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Anaesthesiology Intensive Therapy
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5/2019
vol. 51
 
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abstract:
Letter to the Editor

Quadricuspid aortic valve

Jagroop S. Saran
1
,
Marcin Wąsowicz
1

1.
Toronto General Hospital, University Health Network, University of Toronto, Canada
Anaesthesiol Intensive Ther 2019; 51, 5: 420
Online publish date: 2019/12/22
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Dear Editor,
Quadricuspid aortic valve (QAV) is an extremely rare congenital cardiac defect with an estimated incidence of 0.01–0.05% based on autopsy and echocardiography databases [1]. It is usually an isolated defect but can be associated with other congenital heart abnormalities including altered coronary artery anatomy and coronary ostium abnormalities, atrial or ventricular septal defects, patent ductus arteriosus, subaortic stenosis, pulmonary valve stenosis, mitral valve prolapse, and hypertrophic cardiomyopathy. It may also coexist with aortic dilatation of the aortic root and/or ascending aorta. The most common functional consequence is purely regurgitation although it may present as mixed stenosis/regurgitation.
Patients with isolated QAV are typically asymptomatic until the fifth or sixth decade of life [2]. Surgical intervention is indicated for severe aortic regurgitation or stenosis or a dysfunctional QAV associated with other lesions, particular coronary artery or ostia abnormalities. It is also recommended for asymptomatic patients with decreased left ventricle (LV) systolic function (LV ejection fraction < 50%) or enlargement (LV end systolic diameter > 55 mm or LV end diastolic diameter > 75 mm) [3].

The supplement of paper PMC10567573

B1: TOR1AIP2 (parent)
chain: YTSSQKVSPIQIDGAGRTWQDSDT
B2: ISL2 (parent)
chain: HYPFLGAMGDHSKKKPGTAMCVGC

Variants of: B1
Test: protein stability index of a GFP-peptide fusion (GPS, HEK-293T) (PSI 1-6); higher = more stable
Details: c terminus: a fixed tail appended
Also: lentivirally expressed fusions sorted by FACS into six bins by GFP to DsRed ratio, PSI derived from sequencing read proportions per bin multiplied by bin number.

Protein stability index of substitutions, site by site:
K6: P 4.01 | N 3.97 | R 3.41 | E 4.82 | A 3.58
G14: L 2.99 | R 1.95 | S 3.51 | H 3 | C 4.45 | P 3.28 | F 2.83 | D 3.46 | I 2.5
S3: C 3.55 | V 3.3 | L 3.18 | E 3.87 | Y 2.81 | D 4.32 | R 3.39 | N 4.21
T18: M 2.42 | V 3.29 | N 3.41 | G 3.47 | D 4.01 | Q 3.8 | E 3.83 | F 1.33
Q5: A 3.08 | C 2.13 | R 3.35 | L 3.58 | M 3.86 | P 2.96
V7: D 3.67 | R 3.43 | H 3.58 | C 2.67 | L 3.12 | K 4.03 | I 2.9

Transesophageal echocardiography can demonstrate aortic valve morphology including cusps, coaptation defects, aortic root and ascending aorta dimensions, and severity of regurgitation. The aortic valve, seen intraoperatively in the mid esophageal aortic valve short axis view, in diastole, reveals the four cusps (Figure 1). The QAV consists of three equal size cusps and one smaller supernumerary cusp located between the left and noncoronary cusps in the 10 o’clock position consistent with the type B classification proposed by Hurwitz and Roberts [3].

Acknowledgements

1. Financial support and sponsorship: none.
2. Conflicts of interest: none.

References

1. Tsang MY, Abudiab MM, Ammash NM, et al. Quadricuspid aortic valve: characteristics, associated structural cardiovascular abnormalities, and clinical outcomes. Circulation 2016; 133: 312-319. doi: 10.1161/CIRCULATIONAHA.115.017743.
2. Brzezinski M, Mertz V, Clements FM, et al. Transesophageal echocardiography of the quadricuspid aortic valve. Anesth Analg 2006; 103: 1414-1415. doi: 10.1213/01.ane.0000243390.30837.5f.
3. Hurwitz LE, Roberts WC. Quadricuspid semilunar valve. Am J Cardiol 1973; 31: 623-626. doi:...


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